All this brings us to literature and why it is an essential form of releasing oneself into another world or AME. The most successful literature, especially poetry and fiction, is that which in a few well chosen lines transports the reader out of the everyday, mundane and alienating experience, and into the magical, mythopeic world of the poem or prose piece.
Noting that the Zohar the background of the Jewish Cabala consisting of esoteric and mystical commentaries on the Torah has God creating the universe by the utterance of a few sounds ie letters, words, phrases, etc, we try to create alternative worlds or AMES by writing and reading or hearing of a few special words.
This kind of literature works best when the poet or speaker read it; the listener, closing the eyes, is able to shut out all stimulation to the other senses. The ideal situation is, of course, privacy and intimacy, either between a reader and book or between poet and listeners.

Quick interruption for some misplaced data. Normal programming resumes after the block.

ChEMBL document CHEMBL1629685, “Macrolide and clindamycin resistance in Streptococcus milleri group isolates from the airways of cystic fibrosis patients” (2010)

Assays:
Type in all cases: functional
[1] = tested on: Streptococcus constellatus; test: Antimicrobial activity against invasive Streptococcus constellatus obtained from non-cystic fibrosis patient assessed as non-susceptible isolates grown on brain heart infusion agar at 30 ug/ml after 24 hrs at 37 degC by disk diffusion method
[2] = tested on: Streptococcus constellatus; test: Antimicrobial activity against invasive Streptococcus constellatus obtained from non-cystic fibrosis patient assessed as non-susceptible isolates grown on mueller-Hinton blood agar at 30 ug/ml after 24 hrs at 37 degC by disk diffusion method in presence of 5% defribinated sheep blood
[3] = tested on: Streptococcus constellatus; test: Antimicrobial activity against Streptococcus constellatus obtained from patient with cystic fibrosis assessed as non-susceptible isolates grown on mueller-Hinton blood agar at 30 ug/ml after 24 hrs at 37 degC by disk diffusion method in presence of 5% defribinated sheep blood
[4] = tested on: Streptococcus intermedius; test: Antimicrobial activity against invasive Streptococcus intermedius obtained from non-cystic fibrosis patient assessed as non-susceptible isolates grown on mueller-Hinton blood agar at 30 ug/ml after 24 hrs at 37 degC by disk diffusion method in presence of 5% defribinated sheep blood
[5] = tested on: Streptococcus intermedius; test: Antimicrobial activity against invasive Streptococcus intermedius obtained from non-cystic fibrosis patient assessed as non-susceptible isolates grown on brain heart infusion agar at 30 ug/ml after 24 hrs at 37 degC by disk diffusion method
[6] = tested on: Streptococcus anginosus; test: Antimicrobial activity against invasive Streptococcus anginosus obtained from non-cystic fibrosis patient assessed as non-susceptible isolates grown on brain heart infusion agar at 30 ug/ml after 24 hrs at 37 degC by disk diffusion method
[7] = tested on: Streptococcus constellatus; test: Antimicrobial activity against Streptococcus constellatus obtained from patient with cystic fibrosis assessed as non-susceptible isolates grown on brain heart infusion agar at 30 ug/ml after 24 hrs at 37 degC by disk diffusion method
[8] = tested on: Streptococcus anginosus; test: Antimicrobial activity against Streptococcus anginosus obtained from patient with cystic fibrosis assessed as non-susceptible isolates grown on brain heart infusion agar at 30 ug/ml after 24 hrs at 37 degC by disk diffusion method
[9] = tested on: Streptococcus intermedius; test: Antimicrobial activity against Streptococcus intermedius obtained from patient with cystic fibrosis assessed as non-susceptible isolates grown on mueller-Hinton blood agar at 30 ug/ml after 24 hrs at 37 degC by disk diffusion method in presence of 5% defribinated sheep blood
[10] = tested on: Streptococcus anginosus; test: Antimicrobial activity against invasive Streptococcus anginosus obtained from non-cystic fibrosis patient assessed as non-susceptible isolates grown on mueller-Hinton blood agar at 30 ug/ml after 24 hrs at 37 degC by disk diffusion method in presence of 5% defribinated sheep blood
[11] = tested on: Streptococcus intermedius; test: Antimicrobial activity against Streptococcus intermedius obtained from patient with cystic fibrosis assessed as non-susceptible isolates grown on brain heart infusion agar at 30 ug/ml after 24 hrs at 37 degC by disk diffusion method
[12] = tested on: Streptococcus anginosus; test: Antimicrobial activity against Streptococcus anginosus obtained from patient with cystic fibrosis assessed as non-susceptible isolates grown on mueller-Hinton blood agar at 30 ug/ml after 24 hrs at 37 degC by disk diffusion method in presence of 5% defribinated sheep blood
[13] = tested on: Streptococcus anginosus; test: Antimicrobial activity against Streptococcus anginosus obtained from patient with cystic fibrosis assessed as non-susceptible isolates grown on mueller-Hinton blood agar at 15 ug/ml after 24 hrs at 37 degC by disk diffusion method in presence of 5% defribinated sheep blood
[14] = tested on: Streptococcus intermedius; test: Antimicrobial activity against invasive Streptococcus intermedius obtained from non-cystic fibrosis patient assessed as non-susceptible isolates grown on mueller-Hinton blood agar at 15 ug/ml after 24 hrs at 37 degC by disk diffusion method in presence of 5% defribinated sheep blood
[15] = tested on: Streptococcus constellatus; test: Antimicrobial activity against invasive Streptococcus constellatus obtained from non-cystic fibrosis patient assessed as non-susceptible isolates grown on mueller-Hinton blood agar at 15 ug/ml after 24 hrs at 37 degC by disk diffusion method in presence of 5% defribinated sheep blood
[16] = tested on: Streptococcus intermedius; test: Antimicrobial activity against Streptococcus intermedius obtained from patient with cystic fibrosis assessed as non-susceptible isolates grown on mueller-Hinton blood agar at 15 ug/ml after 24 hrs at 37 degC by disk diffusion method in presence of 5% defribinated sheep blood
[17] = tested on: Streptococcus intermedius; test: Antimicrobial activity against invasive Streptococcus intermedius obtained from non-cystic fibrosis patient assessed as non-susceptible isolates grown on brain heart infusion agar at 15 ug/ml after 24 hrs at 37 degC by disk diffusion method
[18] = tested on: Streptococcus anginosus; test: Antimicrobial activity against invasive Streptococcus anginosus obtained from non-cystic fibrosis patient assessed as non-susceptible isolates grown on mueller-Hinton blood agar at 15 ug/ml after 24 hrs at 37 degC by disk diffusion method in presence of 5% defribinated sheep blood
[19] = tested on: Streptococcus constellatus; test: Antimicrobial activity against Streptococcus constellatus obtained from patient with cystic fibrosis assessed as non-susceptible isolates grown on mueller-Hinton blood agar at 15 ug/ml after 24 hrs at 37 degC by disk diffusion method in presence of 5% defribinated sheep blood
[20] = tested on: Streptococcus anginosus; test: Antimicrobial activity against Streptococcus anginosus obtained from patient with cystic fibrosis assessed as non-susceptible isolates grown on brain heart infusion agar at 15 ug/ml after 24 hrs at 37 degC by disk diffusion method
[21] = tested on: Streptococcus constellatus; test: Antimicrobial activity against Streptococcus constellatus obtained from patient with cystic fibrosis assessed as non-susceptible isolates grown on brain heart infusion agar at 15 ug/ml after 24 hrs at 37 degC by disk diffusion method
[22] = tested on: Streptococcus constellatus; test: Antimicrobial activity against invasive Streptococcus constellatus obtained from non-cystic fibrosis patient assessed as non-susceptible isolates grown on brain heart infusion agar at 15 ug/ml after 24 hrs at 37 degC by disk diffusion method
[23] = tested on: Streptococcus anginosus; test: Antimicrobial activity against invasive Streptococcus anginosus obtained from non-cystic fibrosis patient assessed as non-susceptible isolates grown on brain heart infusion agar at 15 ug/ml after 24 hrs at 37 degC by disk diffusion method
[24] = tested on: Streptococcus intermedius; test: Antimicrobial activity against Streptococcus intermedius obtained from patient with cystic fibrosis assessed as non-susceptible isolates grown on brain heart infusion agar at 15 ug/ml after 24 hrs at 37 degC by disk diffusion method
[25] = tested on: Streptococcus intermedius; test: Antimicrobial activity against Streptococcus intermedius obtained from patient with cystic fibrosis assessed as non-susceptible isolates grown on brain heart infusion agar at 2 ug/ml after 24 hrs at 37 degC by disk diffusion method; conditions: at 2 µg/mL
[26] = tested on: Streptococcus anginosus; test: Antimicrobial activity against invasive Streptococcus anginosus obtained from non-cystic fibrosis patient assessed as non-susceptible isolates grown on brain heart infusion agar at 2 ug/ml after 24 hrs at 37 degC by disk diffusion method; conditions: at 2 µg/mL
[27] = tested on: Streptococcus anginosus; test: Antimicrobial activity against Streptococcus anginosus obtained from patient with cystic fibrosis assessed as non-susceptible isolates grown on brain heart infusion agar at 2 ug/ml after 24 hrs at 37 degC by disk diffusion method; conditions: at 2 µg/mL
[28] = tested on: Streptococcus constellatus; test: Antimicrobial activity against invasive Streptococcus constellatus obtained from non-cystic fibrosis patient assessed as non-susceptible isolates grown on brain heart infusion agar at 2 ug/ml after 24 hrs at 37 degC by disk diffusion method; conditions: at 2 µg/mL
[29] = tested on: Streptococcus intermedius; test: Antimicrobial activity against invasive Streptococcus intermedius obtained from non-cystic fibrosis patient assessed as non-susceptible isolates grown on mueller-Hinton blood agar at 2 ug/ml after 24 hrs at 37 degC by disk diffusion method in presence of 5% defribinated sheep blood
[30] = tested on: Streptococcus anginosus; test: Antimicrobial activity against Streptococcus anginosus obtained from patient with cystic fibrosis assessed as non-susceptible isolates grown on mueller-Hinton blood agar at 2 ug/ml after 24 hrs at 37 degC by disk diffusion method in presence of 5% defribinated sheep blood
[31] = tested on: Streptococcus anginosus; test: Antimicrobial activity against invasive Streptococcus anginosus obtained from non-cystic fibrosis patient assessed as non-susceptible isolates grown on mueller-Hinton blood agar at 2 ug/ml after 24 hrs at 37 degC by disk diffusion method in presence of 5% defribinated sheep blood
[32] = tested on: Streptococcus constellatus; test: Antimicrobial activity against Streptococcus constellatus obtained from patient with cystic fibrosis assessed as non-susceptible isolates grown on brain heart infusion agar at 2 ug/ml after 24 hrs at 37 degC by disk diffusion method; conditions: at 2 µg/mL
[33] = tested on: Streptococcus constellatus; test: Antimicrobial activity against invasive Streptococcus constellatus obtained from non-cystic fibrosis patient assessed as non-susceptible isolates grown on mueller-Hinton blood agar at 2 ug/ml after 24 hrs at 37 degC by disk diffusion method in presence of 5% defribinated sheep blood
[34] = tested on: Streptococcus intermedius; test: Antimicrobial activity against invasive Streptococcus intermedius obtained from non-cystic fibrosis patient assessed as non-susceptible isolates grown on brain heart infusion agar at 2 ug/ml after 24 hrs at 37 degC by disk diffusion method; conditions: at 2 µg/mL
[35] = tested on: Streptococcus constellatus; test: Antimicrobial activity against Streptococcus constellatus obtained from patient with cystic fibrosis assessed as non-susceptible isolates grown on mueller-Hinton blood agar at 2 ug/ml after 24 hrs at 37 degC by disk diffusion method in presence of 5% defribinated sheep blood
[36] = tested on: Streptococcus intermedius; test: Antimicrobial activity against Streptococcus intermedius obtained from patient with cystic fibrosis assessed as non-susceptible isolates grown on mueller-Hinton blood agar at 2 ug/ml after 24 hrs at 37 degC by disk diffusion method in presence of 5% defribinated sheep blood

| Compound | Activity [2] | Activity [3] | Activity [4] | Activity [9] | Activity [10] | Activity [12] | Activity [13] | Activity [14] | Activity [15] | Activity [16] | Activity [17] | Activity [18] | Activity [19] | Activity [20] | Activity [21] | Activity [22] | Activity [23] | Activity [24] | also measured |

To achieve this abracadabra effect, or alchemy of the word, as Rimaud called it, is, admittedly, a rare experience. However, when an AME is sought for and found, there is the immediate effect on the reader on being transported mentally, if not psycho physically, into the realm of the text. What is being said here really is that language can be the most powerful force on earth. We create the universe by simply saying "Ma," the Hebrew word for "What."
I do not suggest we liken ourselves to God or the powers thereof, but do insist, like the symbolists would have, that our literature concentrate on the kind of description that actually lifts the reader out of the everyday reality and deposits him/here in an entirely different one. In this sense, the poem or passage becomes a reality or alternative world all in itself.